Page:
Britain is sleepwalking into an era of state surveillance
Opinion digest: Email monitoring, Japan's rebirth and the Bradford byelection
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BRITAIN FACES GOVERNMENT SNOOPING NIGHTMARE
NICHOLAS LEZARD ON PROPOSALS TO MONITOR EMAILS
Britain faces an era of state surveillance, says Nicholas Lezard in The Independent. The Government's proposal to monitor our email and web browsing records may seem innocuous in theory - it insists emails won't be read without a warrant - but the reality will be hugely sinister. Britain is "sleepwalking into a potentially very nasty state of affairs". If the new legislation comes into force, GCHQ, the Government's electronic 'listening' agency, will be allowed to monitor the email exchanges and website visits of every person in the UK. This would be worse than the nightmare world of philosopher Jeremy Bentham's Panopticon, a prison in which every inmate could scrutinise every other inmate: "The idea was to generate automatic good behaviour, but it sounds like Hell." In some ways the news is unsurprising - we are already snooped on by millions of CCTV cameras. The additional scrutiny of emails may not be malign, concludes Lezard, but "there is no way to legislate against a government's malign intentions".
GOOD CAPITALISM WINS IN THE 21ST CENTURY
WILL HUTTON ON JAPAN'S REBIRTH
Debt-laden Britain could learn a lot from Japan, says Will Hutton in The Observer. Post-war, this island's economy flourished thanks to a passion for science, technology and innovation. But, during the 1980s and 1990s, Japan became "stricken by stagnation [and] suffered a financial crisis nearly as severe as our own". Despite this setback, Japan remains the world's third-largest economy, worth $5 trillion. But last year's devastating earthquake and the resulting nuclear disaster at Fukushima highlighted the government's tendency to protect corporate interests. Since then, however, the Japanese electorate has spoken: forcing Prime Minister Kan to resign and calling for a new era of accountability and entrepreneurship. "It is Japanese good capitalism, driven by citizen demands from below." Such debates are foreign in Britain, a primitive business culture by comparison. "Although Japan has a long way to go, it is becoming obvious, confirmed by last week's British budget, which of the two countries is most likely to create the 21st-century framework for growth and prosperity. "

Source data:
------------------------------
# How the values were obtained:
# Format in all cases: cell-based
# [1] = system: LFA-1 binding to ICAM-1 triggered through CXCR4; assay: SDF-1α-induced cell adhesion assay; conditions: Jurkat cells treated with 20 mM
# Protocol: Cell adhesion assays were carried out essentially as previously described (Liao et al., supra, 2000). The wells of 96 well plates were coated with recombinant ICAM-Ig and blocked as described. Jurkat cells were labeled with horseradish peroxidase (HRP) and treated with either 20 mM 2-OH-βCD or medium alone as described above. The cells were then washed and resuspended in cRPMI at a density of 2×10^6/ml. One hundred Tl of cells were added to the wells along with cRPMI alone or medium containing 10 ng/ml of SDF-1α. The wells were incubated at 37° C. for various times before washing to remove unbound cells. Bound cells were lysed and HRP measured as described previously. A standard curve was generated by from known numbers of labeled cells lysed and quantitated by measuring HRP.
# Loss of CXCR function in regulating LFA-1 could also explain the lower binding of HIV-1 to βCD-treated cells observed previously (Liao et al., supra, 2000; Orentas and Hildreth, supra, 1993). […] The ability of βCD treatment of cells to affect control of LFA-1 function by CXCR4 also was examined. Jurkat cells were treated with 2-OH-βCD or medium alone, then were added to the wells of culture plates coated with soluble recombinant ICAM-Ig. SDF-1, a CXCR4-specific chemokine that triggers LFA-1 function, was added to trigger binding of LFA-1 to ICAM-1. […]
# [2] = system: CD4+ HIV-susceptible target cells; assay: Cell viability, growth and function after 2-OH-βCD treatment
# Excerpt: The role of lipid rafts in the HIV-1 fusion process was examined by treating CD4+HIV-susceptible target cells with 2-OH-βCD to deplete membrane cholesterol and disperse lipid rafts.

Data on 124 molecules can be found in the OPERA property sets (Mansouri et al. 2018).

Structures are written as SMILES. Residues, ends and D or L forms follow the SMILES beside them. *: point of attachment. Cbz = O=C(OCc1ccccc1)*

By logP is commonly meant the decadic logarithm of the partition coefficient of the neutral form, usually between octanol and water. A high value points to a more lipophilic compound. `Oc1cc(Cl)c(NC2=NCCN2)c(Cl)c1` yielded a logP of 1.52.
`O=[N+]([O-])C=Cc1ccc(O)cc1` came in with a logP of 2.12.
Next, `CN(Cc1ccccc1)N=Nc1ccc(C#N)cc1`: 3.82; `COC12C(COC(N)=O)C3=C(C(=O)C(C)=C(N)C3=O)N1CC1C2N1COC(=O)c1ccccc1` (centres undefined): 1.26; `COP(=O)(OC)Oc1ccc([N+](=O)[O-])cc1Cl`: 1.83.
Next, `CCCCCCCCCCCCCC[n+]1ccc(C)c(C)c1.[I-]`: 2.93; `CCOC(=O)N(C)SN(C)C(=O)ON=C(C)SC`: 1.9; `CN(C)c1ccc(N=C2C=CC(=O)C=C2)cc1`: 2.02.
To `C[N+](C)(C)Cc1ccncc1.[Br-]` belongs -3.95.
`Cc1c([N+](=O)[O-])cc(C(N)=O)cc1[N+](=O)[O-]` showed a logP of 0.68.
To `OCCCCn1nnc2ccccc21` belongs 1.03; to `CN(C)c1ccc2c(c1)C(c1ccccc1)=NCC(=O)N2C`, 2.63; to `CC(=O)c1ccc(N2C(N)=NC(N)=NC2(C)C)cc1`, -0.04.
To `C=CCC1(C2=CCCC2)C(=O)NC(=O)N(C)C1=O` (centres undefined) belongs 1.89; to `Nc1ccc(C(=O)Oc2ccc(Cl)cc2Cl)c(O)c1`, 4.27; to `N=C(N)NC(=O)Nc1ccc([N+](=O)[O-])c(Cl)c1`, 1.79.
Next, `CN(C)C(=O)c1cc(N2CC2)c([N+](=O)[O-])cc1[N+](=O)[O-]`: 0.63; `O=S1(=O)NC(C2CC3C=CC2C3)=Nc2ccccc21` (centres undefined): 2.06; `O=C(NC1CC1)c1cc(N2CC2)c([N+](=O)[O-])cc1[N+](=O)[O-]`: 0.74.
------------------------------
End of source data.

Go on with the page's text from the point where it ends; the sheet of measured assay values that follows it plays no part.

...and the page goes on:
THE BEAUTIFUL BLAME GAME
GRAHAM POLL ON WHY FOOTBALLERS ARE ALWAYS RIGHT
Premier League players will always insist they are right, says Graham Poll in the Daily Mail. The fact that both footballers and referees are trained to fight their corner will inevitably lead to stand-offs - as shown by two incidents this weekend. Sunderland's Craig Gardner was "incredulous" when Phil Dowd correctly awarded Manchester City a penalty for his foul on Edin Dzeko. The other apparently contentious decision came at Molineux when Roger Johnson tripped Bolton's Mark Davies. "Again the reaction was extreme and Johnson was convinced he had not made contact. Jon Moss, the referee, was equally convinced that he was right and so stood firm." Football, like all sports, is about confidence and players are encouraged to believe in themselves. Yet referees, too, need "unerring self-belief… Even when [a ref] is right he is surrounded by players absolutely convinced that he's wrong and telling him he's wrong, in very convincing fashion."
BRADFORD GIVES WESTMINSTER A TWO-FINGER SALUTE
ANDREW RAWNSLEY ON GEORGE GALLOWAY'S SHOCK WIN
The shock Bradford West result is a warning to Westminster, says Andrew Rawnsley in The Observer. George Galloway tweeted that his byelection win was the most sensational in British political history and the herald of a Bradford Spring. In reality it is "a very advanced form of narcissism" to compare a democratic byelection upset with the moral courage displayed by those who risked their lives to rise up against entrenched dictatorships. Nevertheless, Galloway has delivered a major blow to the main parties. The Conservative vote crashed. Meanwhile, Labour is humiliated after the landslide loss. Bradford voters have given Westminster a two-finger salute the like of which we are likely to see much more of. "The polls suggest that many voters continue to blame the last Labour government for the state of the economy and at the same time are sceptical that the coalition will return Britain to prosperity."